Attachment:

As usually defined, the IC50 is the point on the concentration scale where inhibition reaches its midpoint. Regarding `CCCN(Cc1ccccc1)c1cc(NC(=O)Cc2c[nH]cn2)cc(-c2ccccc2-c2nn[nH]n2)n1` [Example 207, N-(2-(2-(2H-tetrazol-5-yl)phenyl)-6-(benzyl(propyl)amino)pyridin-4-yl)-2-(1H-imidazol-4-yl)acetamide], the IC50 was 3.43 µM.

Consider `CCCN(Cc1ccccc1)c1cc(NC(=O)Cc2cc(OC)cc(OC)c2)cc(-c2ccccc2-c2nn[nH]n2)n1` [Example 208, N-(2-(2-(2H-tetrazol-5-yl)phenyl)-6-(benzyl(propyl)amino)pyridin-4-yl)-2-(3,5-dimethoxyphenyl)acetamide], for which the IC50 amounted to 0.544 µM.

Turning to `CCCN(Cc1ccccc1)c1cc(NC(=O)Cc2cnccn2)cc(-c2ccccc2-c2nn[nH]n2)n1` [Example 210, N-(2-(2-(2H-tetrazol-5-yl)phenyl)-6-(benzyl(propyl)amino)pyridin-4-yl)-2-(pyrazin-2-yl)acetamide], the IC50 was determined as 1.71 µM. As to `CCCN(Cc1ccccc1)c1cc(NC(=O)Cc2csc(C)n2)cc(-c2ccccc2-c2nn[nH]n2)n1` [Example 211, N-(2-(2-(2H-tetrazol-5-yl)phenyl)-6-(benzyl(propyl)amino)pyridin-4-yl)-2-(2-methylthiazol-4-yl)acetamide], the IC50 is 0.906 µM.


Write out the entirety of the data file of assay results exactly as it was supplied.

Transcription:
As usually defined, the IC50 is the point on the concentration scale where inhibition reaches its midpoint. Regarding `CCCN(Cc1ccccc1)c1cc(NC(=O)Cc2c[nH]cn2)cc(-c2ccccc2-c2nn[nH]n2)n1` [Example 207, N-(2-(2-(2H-tetrazol-5-yl)phenyl)-6-(benzyl(propyl)amino)pyridin-4-yl)-2-(1H-imidazol-4-yl)acetamide], the IC50 was 3.43 µM.

Consider `CCCN(Cc1ccccc1)c1cc(NC(=O)Cc2cc(OC)cc(OC)c2)cc(-c2ccccc2-c2nn[nH]n2)n1` [Example 208, N-(2-(2-(2H-tetrazol-5-yl)phenyl)-6-(benzyl(propyl)amino)pyridin-4-yl)-2-(3,5-dimethoxyphenyl)acetamide], for which the IC50 amounted to 0.544 µM.

Turning to `CCCN(Cc1ccccc1)c1cc(NC(=O)Cc2cnccn2)cc(-c2ccccc2-c2nn[nH]n2)n1` [Example 210, N-(2-(2-(2H-tetrazol-5-yl)phenyl)-6-(benzyl(propyl)amino)pyridin-4-yl)-2-(pyrazin-2-yl)acetamide], the IC50 was determined as 1.71 µM. As to `CCCN(Cc1ccccc1)c1cc(NC(=O)Cc2csc(C)n2)cc(-c2ccccc2-c2nn[nH]n2)n1` [Example 211, N-(2-(2-(2H-tetrazol-5-yl)phenyl)-6-(benzyl(propyl)amino)pyridin-4-yl)-2-(2-methylthiazol-4-yl)acetamide], the IC50 is 0.906 µM.